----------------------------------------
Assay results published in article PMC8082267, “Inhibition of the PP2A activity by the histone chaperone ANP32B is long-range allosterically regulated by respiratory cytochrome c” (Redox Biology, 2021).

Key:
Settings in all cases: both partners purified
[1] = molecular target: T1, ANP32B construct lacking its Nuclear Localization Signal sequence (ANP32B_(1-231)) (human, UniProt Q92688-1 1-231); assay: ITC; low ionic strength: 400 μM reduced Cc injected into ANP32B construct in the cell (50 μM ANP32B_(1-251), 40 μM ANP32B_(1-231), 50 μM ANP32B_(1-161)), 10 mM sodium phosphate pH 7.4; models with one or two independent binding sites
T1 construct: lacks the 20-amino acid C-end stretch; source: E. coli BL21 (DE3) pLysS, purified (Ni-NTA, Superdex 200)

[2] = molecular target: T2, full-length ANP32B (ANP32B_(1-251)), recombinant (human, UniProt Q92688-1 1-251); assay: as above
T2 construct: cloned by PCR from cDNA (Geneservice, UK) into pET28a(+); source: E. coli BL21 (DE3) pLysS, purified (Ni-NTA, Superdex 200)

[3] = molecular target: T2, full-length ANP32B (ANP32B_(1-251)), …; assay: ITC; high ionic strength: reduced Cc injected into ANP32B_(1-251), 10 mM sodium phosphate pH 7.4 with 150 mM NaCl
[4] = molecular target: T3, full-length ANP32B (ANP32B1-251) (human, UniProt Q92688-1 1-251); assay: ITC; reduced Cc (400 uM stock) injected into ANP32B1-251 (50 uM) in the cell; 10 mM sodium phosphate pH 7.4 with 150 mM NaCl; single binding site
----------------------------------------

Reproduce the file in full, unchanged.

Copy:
Assay results published in article PMC8082267, “Inhibition of the PP2A activity by the histone chaperone ANP32B is long-range allosterically regulated by respiratory cytochrome c” (Redox Biology, 2021).

Key:
Settings in all cases: both partners purified
[1] = molecular target: T1, ANP32B construct lacking its Nuclear Localization Signal sequence (ANP32B_(1-231)) (human, UniProt Q92688-1 1-231); assay: ITC; low ionic strength: 400 μM reduced Cc injected into ANP32B construct in the cell (50 μM ANP32B_(1-251), 40 μM ANP32B_(1-231), 50 μM ANP32B_(1-161)), 10 mM sodium phosphate pH 7.4; models with one or two independent binding sites
T1 construct: lacks the 20-amino acid C-end stretch; source: E. coli BL21 (DE3) pLysS, purified (Ni-NTA, Superdex 200)

[2] = molecular target: T2, full-length ANP32B (ANP32B_(1-251)), recombinant (human, UniProt Q92688-1 1-251); assay: as above
T2 construct: cloned by PCR from cDNA (Geneservice, UK) into pET28a(+); source: E. coli BL21 (DE3) pLysS, purified (Ni-NTA, Superdex 200)

[3] = molecular target: T2, full-length ANP32B (ANP32B_(1-251)), …; assay: ITC; high ionic strength: reduced Cc injected into ANP32B_(1-251), 10 mM sodium phosphate pH 7.4 with 150 mM NaCl
[4] = molecular target: T3, full-length ANP32B (ANP32B1-251) (human, UniProt Q92688-1 1-251); assay: ITC; reduced Cc (400 uM stock) injected into ANP32B1-251 (50 uM) in the cell; 10 mM sodium phosphate pH 7.4 with 150 mM NaCl; single binding site